Keldur – Institute for Experimental Pathology, University of Iceland is a university institution that is connected to the Faculty of Medicine but has its own board and independent finances. The operations at Keldur are very diverse. Many scientific methods are used in basic research and services, for example pathology, microbiology, immunology, parasitology, biochemistry and molecular biology.

History and function

The Institute at Keldur was established in the autumn of 1948. It is under the supervision of the Ministry of Education and Culture. The first director of Keldur was Björn Sigurðsson,[1] physician.

The Rockefeller Foundation provided financial support to build and equip the Institute at Keldur but its original role was to respond to an epidemic in sheep, the Maedi Visna Virus, that resulted from contact with Karakul (sheep) that had been imported into the country in 1933. The official date for the opening of The Institute at Keldur is November 15, 1948. The primary function of the institute is first and foremost to research veterinary diseases.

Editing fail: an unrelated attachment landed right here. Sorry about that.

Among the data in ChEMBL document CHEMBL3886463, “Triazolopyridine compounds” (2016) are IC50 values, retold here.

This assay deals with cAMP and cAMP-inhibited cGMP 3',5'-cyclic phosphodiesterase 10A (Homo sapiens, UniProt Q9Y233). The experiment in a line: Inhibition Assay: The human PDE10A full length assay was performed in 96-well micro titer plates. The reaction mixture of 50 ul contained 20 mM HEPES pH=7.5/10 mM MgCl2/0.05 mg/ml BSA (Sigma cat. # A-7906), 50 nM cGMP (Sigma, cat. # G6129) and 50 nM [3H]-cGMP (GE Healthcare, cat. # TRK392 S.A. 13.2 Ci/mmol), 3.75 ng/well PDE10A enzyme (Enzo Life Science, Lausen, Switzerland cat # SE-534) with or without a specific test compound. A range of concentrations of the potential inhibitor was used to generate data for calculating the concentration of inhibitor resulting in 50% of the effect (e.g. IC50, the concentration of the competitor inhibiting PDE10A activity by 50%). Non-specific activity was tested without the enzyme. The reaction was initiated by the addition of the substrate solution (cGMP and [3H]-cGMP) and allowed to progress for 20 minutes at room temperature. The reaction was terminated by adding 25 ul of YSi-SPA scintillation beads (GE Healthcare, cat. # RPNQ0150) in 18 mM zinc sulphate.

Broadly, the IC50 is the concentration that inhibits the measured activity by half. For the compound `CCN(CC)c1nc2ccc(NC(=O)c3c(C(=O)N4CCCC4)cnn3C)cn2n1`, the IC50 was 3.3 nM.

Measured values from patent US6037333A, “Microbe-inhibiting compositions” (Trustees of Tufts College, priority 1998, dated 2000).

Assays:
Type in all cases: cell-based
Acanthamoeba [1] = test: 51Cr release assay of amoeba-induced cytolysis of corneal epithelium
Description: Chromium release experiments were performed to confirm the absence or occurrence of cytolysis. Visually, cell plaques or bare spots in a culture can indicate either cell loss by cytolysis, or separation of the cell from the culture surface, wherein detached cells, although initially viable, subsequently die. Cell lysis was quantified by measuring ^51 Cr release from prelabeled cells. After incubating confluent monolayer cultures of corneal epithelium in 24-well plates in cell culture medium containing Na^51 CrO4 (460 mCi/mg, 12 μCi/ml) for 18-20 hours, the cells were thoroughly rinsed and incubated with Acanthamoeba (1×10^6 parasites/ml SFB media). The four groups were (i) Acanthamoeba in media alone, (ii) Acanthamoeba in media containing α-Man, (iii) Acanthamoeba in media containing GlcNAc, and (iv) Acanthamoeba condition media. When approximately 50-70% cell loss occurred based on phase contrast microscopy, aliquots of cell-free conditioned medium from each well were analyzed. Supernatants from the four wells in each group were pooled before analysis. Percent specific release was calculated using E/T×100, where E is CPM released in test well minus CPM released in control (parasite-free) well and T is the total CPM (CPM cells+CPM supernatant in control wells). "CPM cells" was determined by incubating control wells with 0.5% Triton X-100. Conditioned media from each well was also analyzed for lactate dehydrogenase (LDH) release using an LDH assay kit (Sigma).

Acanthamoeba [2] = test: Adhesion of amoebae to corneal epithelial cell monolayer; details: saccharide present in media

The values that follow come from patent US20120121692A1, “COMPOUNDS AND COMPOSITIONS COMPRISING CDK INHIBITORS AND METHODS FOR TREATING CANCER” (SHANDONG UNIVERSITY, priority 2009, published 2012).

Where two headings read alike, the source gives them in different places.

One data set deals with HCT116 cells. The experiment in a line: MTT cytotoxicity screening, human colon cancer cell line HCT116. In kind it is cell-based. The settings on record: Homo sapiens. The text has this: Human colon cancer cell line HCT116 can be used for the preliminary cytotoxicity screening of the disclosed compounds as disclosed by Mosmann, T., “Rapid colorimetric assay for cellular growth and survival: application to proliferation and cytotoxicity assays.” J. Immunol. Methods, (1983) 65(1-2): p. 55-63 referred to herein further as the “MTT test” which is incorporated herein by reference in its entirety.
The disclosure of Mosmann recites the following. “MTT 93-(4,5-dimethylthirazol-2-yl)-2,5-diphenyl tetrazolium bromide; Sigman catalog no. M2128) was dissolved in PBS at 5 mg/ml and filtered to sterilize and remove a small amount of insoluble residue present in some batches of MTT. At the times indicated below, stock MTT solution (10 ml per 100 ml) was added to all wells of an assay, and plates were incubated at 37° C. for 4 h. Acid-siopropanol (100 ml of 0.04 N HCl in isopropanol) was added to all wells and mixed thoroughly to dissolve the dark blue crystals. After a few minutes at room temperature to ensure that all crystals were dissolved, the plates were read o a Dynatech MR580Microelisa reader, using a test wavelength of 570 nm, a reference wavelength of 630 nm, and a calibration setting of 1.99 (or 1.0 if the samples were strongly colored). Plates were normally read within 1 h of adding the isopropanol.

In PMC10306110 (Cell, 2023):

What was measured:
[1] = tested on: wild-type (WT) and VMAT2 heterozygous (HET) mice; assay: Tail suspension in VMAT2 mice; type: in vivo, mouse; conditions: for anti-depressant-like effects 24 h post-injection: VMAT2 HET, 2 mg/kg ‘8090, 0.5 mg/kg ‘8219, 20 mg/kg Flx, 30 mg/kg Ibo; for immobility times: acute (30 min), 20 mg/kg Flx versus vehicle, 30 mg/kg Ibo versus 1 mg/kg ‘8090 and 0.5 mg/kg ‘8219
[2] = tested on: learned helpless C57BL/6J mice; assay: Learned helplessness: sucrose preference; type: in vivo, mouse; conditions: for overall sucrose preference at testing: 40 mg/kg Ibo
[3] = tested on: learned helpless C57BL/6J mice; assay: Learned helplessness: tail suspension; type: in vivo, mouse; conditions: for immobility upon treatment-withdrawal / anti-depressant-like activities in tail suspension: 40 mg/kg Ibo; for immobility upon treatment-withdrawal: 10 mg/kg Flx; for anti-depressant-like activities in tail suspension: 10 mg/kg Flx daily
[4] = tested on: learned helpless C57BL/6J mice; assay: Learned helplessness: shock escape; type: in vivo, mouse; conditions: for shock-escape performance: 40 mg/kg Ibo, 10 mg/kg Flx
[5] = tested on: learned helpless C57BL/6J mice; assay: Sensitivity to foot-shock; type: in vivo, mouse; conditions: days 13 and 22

On the Board of Directors at Keldur are representatives from the Faculty of Medicine, the Faculty of Natural Sciences, the Ministry of Agriculture and Keldur staff members. Keldur has a workforce of 60 employees, on average. Keldur collaborates with many research teams both domestically and internationally. The research projects are funded with Icelandic and international grants.

The director of Keldur is Sigurður Ingvarsson (born 1956). Previous directors of Keldur are Björn Sigurðsson (born 1913, died 1959), Páll Agnar Pálsson (born 1919, died 2003), Guðmundur Georgsson, (born 1932, died 2010), Guðmundur Pétursson (born 1933).


  1. ^ Guðmundur Pétursson. „Hver var Björn Sigurðsson og hvert var hans framlag til vísinda?“. Vísindavefurinn 14.1.2011. (Skoðað 19.1.2011).

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